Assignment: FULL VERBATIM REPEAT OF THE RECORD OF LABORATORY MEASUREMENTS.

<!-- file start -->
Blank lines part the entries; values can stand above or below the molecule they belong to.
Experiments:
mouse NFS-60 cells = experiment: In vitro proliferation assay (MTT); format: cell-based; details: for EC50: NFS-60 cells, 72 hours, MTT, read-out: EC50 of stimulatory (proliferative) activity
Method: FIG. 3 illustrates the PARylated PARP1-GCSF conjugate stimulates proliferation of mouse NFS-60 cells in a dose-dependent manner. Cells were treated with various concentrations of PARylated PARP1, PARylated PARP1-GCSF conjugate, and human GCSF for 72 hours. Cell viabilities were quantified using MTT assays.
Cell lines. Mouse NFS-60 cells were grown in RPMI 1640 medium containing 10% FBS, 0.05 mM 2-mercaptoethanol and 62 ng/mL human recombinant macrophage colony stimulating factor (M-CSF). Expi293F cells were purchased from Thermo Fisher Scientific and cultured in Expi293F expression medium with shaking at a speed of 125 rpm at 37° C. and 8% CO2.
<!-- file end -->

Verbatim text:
Blank lines part the entries; values can stand above or below the molecule they belong to.
Experiments:
mouse NFS-60 cells = experiment: In vitro proliferation assay (MTT); format: cell-based; details: for EC50: NFS-60 cells, 72 hours, MTT, read-out: EC50 of stimulatory (proliferative) activity
Method: FIG. 3 illustrates the PARylated PARP1-GCSF conjugate stimulates proliferation of mouse NFS-60 cells in a dose-dependent manner. Cells were treated with various concentrations of PARylated PARP1, PARylated PARP1-GCSF conjugate, and human GCSF for 72 hours. Cell viabilities were quantified using MTT assays.
Cell lines. Mouse NFS-60 cells were grown in RPMI 1640 medium containing 10% FBS, 0.05 mM 2-mercaptoethanol and 62 ng/mL human recombinant macrophage colony stimulating factor (M-CSF). Expi293F cells were purchased from Thermo Fisher Scientific and cultured in Expi293F expression medium with shaking at a speed of 125 rpm at 37° C. and 8% CO2.